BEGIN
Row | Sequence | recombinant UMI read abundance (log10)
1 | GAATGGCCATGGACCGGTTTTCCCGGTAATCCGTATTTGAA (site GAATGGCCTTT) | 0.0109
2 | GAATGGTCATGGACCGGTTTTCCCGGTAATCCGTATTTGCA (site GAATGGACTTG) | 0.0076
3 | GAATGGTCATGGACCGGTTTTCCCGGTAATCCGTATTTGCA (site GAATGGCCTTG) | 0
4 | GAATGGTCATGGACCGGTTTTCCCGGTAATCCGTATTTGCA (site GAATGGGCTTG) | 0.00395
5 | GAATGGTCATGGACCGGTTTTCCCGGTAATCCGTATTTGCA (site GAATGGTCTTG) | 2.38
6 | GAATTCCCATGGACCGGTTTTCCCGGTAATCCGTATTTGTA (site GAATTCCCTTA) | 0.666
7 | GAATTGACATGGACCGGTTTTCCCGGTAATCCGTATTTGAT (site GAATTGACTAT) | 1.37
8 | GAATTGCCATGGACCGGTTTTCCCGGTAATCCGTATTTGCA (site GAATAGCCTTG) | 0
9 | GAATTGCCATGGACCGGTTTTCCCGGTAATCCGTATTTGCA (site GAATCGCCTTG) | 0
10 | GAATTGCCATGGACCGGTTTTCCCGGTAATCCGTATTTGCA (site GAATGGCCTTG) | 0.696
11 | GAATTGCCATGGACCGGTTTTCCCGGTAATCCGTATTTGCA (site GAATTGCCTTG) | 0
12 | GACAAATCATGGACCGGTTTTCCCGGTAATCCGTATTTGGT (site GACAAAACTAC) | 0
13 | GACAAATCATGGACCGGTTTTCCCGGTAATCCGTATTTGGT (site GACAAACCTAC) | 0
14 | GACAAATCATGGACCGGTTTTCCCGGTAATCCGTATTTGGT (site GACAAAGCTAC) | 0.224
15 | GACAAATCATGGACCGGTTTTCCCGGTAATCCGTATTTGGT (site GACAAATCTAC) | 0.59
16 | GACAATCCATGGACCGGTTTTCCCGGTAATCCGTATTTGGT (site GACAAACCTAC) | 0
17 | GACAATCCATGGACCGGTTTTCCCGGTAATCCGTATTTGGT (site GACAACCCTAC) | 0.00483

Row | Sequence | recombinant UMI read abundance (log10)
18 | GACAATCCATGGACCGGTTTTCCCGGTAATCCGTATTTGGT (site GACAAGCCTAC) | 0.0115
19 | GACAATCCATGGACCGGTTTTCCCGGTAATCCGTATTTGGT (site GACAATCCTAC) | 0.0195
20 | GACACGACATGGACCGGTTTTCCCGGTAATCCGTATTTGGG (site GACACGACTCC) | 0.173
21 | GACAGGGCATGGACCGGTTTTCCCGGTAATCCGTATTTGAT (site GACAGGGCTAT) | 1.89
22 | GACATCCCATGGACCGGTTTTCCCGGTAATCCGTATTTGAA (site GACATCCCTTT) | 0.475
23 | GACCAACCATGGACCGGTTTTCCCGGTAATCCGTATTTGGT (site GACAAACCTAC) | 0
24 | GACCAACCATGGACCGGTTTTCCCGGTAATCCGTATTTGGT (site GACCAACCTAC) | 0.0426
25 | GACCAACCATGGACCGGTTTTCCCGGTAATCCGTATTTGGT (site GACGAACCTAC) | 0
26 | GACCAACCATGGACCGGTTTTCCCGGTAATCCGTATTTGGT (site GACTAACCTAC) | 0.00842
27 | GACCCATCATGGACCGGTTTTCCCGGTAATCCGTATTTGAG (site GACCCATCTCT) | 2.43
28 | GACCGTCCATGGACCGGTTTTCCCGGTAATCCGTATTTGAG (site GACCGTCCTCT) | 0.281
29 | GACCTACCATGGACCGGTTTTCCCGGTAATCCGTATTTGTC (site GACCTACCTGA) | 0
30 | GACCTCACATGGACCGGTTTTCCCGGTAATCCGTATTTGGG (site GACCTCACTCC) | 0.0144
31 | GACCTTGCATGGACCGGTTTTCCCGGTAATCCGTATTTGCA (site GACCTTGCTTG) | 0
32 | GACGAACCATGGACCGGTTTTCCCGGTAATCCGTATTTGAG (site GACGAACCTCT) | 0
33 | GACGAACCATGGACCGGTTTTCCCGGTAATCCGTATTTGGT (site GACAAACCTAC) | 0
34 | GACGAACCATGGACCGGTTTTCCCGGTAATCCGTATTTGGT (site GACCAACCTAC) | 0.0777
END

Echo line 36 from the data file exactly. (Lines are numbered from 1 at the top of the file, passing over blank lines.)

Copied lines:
34 | GACGAACCATGGACCGGTTTTCCCGGTAATCCGTATTTGGT (site GACCAACCTAC) | 0.0777